Write for your customers, not for the search engines. This is a general tip for all of content marketing, but it’s also perfectly specific to product pages as well. Remember that Google isn’t the one giving you traffic, and they aren’t the ones buying your product. They are merely a tool to facilitate letting other people do that.
Those people want to find a specific kind of product. By presenting your product as it is, Google can play matchmaker between the user’s desires and your page. If a user wants to find a boot made of leather, your product page needs to convey that you sell a product that is both a boot and made of leather, so that Google can appropriately match them up. If you bury the fact that your footwear is a boot in a bunch of unrelated content, it’s less valuable to the user.
Anticipate user questions and concerns. Users will have questions about a product they’re investigating and researching before they buy. It’s your job to anticipate those questions and answer them in your product description. Typically, you do this with both features and benefits lists.
A features list is a list of impersonal facts about a product. What it’s made of, what it does, how large or small it is, what kind of technology it uses, and so on. These are technical specifications and important details that determine whether or not a product is right for the person looking at it.
A benefits list is what a product can do for a person. How the insoles in the boot lift the arch, how the steel toes protect the foot, how the leather is durable to keep the boot lasting for years with proper care. Providing the information users want, and making it clear, and concise, is almost an art form. It can take a lot of experience and optimization, and yes, even feedback from your users to get it right.
Understand the user’s familiarity level. The level of detail you need to provide in your product description is directly related to the level of awareness a user has of your product. If your product is a plain t-shirt, chances are the user is familiar with just about everything about it. They’ll care about the size, the color options, the material it’s made out of, and maybe what method was used to print a graphic, but that’s about it. Conversely, if your product is a complex piece of technology, or a strange new device with a unique purpose most people wouldn’t be able to intuit, you’ll need to provide more information.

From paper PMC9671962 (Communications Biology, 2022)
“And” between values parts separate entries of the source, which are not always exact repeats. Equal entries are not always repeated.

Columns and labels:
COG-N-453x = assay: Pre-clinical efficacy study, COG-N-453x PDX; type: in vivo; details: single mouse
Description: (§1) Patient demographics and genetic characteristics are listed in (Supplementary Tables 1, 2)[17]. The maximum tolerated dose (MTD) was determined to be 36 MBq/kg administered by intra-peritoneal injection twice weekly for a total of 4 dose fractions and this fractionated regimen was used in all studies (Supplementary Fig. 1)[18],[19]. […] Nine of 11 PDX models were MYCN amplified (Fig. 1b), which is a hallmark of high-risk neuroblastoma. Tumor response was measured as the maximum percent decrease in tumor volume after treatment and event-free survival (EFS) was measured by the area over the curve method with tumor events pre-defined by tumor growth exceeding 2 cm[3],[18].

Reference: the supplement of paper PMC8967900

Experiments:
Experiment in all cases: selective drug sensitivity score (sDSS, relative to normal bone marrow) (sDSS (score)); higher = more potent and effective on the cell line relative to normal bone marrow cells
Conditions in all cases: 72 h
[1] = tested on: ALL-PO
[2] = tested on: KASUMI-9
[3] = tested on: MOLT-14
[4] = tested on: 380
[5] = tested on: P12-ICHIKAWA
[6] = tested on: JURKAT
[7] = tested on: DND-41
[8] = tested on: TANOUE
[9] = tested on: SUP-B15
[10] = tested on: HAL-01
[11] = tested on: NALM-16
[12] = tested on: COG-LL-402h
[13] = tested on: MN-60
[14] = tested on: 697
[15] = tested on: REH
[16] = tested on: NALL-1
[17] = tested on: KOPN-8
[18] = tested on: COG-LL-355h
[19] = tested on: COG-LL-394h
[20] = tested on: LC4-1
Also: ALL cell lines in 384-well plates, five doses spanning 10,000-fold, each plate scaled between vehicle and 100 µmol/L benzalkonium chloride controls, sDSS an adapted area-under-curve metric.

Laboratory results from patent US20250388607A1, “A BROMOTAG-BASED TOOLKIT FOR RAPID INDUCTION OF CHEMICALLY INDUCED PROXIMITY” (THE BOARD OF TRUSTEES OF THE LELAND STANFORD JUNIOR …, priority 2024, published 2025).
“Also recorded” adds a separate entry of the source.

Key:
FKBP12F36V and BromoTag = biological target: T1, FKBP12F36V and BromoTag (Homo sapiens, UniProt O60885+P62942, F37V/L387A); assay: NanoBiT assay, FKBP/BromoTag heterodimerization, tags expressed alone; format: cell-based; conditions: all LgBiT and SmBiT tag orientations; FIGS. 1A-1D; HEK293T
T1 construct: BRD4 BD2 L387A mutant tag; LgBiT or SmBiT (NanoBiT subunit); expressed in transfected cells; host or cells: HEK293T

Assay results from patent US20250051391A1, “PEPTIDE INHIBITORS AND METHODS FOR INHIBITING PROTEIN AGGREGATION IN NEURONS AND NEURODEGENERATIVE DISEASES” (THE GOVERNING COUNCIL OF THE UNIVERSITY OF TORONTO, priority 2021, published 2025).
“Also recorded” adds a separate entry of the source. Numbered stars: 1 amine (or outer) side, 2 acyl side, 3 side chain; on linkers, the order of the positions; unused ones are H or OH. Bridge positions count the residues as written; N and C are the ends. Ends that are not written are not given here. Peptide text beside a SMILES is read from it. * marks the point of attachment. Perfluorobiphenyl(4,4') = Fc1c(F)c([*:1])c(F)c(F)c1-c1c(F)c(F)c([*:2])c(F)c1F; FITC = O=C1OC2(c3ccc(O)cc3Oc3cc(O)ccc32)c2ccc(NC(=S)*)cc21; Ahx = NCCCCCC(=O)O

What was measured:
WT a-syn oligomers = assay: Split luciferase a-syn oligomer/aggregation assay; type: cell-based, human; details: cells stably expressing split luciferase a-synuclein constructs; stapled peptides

To a certain extent, this relies on the rest of your website and marketing. If you’ve built an entire blog about explaining what your product is, you may be able to dial back the information on the product page itself. Or maybe not! It depends on where your traffic is coming from.
If your users are primarily coming from other parts of your site, where you can assume they read about the product, you don’t need to be redundant. Conversely, if they’re coming from Google or from some random blog links or social media posts, you need to write more about the product because you can’t assume a baseline level of knowledge.
Don’t forget keywords. I often talk about how keywords aren’t too terribly important as anything more than a guide for content marketing, but that’s for blog posts, not for product descriptions. Product descriptions are short and dense, and as such, they need their keywords front and center. There’s not enough there for Google to go deep on semantic analysis and word association, so you need to be up front and clear with your keyword usage.
By the same token, it’s generally better to avoid keyword stuffing. Look at that Burgan boot on Amazon again, and look at the product name; it’s stuffed with keywords. That works for Amazon SEO, but not for Google SEO, and since you’re running a Shopify store, not an Amazon page, you need to comply with Google SEO.
Overall, length for product descriptions matters, but it matters in reverse. You don’t let your length determine what your product description should contain. You determine what information needs to go in your product descriptions, and let that determine length.
You can, by that same token, test different options. Try out variations with longer and shorter product descriptions, and see what works best. The results might surprise you, but there’s one thing I can tell you for certain: your results are going to be unique to you.